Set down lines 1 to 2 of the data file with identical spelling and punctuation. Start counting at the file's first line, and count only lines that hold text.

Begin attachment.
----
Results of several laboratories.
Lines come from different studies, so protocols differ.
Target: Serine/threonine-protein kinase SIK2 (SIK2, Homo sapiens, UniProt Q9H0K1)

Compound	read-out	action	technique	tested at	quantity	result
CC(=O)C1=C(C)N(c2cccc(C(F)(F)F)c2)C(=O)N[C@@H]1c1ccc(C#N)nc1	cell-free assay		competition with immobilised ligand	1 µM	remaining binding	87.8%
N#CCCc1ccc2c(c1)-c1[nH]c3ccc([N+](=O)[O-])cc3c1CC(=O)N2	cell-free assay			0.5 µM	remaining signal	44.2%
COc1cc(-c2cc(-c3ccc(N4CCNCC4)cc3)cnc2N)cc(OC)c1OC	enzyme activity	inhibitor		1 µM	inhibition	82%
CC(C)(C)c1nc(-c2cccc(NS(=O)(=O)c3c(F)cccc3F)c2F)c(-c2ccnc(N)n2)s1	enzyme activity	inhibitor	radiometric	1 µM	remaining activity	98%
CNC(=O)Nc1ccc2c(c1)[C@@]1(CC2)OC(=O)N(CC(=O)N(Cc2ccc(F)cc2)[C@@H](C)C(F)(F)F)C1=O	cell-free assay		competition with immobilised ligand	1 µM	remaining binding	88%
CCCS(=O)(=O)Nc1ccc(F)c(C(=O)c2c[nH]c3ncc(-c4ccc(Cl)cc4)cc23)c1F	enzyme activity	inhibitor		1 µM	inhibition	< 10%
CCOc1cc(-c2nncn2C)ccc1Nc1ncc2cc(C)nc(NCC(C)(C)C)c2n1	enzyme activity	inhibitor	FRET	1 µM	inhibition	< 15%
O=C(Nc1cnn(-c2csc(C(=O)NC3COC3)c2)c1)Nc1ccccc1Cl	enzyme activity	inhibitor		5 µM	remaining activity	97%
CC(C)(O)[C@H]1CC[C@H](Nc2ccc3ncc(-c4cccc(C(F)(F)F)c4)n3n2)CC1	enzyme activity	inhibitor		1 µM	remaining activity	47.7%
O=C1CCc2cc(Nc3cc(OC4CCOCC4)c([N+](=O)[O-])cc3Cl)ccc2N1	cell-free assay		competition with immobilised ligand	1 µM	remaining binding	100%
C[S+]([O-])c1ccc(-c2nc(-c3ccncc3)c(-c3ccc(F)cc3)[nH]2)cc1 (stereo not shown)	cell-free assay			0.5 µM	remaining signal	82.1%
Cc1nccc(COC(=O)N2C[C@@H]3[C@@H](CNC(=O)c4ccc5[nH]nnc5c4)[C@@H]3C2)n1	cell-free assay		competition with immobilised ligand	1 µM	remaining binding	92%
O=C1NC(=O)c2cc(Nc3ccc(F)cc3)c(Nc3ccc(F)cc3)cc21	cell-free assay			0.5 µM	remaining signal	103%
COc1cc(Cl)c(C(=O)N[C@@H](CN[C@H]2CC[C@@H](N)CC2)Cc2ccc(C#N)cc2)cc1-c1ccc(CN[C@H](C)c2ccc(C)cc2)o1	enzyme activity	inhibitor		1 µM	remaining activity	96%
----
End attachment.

Results of several laboratories.
Lines come from different studies, so protocols differ.